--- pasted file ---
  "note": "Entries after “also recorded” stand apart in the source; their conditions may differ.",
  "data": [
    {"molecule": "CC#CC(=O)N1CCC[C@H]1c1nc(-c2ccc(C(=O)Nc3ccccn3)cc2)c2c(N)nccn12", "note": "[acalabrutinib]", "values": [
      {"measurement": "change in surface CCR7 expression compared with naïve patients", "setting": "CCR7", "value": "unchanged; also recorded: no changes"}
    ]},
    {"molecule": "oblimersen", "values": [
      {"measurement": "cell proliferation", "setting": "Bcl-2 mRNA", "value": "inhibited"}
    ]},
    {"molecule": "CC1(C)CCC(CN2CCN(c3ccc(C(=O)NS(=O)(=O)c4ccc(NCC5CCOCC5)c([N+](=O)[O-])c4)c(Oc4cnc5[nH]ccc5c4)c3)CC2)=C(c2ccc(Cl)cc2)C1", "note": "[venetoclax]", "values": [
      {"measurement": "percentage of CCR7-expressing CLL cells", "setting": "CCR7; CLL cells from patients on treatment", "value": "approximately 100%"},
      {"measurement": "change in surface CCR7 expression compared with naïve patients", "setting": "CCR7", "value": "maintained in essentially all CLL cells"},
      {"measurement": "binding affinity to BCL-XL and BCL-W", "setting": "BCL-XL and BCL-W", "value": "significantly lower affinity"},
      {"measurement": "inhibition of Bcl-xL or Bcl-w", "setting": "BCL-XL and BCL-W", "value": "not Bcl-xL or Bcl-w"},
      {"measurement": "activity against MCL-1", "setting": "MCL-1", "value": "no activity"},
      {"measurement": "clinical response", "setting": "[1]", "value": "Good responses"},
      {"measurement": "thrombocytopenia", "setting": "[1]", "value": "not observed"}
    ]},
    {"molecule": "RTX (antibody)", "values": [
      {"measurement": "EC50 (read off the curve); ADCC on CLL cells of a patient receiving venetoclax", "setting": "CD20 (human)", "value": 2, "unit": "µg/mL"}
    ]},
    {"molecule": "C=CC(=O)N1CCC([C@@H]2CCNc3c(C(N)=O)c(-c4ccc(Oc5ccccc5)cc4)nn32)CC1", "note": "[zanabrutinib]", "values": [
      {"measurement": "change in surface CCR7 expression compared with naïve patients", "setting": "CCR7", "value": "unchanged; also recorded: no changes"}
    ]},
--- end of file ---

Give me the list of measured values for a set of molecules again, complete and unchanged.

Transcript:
  "note": "Entries after “also recorded” stand apart in the source; their conditions may differ.",
  "data": [
    {"molecule": "CC#CC(=O)N1CCC[C@H]1c1nc(-c2ccc(C(=O)Nc3ccccn3)cc2)c2c(N)nccn12", "note": "[acalabrutinib]", "values": [
      {"measurement": "change in surface CCR7 expression compared with naïve patients", "setting": "CCR7", "value": "unchanged; also recorded: no changes"}
    ]},
    {"molecule": "oblimersen", "values": [
      {"measurement": "cell proliferation", "setting": "Bcl-2 mRNA", "value": "inhibited"}
    ]},
    {"molecule": "CC1(C)CCC(CN2CCN(c3ccc(C(=O)NS(=O)(=O)c4ccc(NCC5CCOCC5)c([N+](=O)[O-])c4)c(Oc4cnc5[nH]ccc5c4)c3)CC2)=C(c2ccc(Cl)cc2)C1", "note": "[venetoclax]", "values": [
      {"measurement": "percentage of CCR7-expressing CLL cells", "setting": "CCR7; CLL cells from patients on treatment", "value": "approximately 100%"},
      {"measurement": "change in surface CCR7 expression compared with naïve patients", "setting": "CCR7", "value": "maintained in essentially all CLL cells"},
      {"measurement": "binding affinity to BCL-XL and BCL-W", "setting": "BCL-XL and BCL-W", "value": "significantly lower affinity"},
      {"measurement": "inhibition of Bcl-xL or Bcl-w", "setting": "BCL-XL and BCL-W", "value": "not Bcl-xL or Bcl-w"},
      {"measurement": "activity against MCL-1", "setting": "MCL-1", "value": "no activity"},
      {"measurement": "clinical response", "setting": "[1]", "value": "Good responses"},
      {"measurement": "thrombocytopenia", "setting": "[1]", "value": "not observed"}
    ]},
    {"molecule": "RTX (antibody)", "values": [
      {"measurement": "EC50 (read off the curve); ADCC on CLL cells of a patient receiving venetoclax", "setting": "CD20 (human)", "value": 2, "unit": "µg/mL"}
    ]},
    {"molecule": "C=CC(=O)N1CCC([C@@H]2CCNc3c(C(N)=O)c(-c4ccc(Oc5ccccc5)cc4)nn32)CC1", "note": "[zanabrutinib]", "values": [
      {"measurement": "change in surface CCR7 expression compared with naïve patients", "setting": "CCR7", "value": "unchanged; also recorded: no changes"}
    ]},